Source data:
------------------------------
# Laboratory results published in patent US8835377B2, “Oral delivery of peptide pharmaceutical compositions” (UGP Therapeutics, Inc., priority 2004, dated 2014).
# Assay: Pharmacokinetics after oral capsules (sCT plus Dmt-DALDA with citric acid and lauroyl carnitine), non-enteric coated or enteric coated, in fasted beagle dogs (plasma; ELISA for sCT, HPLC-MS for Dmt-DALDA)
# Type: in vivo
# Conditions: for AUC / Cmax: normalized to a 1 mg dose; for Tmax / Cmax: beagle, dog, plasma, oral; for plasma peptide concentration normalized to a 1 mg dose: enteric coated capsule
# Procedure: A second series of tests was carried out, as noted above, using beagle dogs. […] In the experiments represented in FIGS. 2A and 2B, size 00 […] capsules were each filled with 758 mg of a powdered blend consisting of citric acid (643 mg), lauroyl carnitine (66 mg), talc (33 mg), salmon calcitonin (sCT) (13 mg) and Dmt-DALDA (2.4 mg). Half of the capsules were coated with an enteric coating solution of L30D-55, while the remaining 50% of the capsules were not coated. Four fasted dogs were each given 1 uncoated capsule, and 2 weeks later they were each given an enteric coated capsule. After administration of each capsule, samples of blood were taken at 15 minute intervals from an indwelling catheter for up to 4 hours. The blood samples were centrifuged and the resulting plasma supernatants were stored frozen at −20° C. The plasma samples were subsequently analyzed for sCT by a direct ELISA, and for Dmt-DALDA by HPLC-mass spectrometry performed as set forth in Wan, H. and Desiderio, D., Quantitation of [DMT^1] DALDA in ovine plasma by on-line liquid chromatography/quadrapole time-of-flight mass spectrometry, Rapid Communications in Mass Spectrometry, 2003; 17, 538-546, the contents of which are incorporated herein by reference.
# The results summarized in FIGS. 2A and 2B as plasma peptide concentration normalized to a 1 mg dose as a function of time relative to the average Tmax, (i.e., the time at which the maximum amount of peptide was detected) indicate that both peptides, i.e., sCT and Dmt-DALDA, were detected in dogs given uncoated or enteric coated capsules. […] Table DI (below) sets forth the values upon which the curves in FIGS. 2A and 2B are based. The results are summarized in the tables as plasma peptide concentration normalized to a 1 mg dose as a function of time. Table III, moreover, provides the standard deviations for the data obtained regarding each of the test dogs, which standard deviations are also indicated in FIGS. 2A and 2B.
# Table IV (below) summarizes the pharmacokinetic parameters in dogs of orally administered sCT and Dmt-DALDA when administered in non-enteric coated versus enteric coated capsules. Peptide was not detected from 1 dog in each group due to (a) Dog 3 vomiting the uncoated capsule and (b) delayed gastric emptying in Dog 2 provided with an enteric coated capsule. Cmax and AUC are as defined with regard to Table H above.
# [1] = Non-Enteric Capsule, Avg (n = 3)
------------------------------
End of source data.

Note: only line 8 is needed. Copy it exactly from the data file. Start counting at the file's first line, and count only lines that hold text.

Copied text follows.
# [1] = Non-Enteric Capsule, Avg (n = 3)